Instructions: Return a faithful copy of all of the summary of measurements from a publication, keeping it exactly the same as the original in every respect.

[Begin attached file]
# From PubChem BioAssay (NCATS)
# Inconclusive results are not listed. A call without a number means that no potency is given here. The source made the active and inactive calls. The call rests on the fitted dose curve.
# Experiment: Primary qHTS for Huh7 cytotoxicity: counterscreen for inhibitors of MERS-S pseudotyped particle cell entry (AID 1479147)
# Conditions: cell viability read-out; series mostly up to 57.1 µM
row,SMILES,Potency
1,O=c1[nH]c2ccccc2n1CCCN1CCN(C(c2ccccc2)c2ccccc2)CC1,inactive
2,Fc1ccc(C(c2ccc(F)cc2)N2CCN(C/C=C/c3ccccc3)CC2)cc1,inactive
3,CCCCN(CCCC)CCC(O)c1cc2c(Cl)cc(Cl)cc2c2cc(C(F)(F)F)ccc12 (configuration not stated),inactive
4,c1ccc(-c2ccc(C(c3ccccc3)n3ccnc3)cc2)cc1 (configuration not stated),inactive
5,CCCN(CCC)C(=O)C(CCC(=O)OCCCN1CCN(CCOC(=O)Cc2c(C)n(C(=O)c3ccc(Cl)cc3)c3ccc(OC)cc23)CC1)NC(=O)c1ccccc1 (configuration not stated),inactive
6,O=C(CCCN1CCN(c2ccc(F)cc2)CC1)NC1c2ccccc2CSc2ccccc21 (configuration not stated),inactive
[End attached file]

# From PubChem BioAssay (NCATS)
# Inconclusive results are not listed. A call without a number means that no potency is given here. The source made the active and inactive calls. The call rests on the fitted dose curve.
# Experiment: Primary qHTS for Huh7 cytotoxicity: counterscreen for inhibitors of MERS-S pseudotyped particle cell entry (AID 1479147)
# Conditions: cell viability read-out; series mostly up to 57.1 µM
row,SMILES,Potency
1,O=c1[nH]c2ccccc2n1CCCN1CCN(C(c2ccccc2)c2ccccc2)CC1,inactive
2,Fc1ccc(C(c2ccc(F)cc2)N2CCN(C/C=C/c3ccccc3)CC2)cc1,inactive
3,CCCCN(CCCC)CCC(O)c1cc2c(Cl)cc(Cl)cc2c2cc(C(F)(F)F)ccc12 (configuration not stated),inactive
4,c1ccc(-c2ccc(C(c3ccccc3)n3ccnc3)cc2)cc1 (configuration not stated),inactive
5,CCCN(CCC)C(=O)C(CCC(=O)OCCCN1CCN(CCOC(=O)Cc2c(C)n(C(=O)c3ccc(Cl)cc3)c3ccc(OC)cc23)CC1)NC(=O)c1ccccc1 (configuration not stated),inactive
6,O=C(CCCN1CCN(c2ccc(F)cc2)CC1)NC1c2ccccc2CSc2ccccc21 (configuration not stated),inactive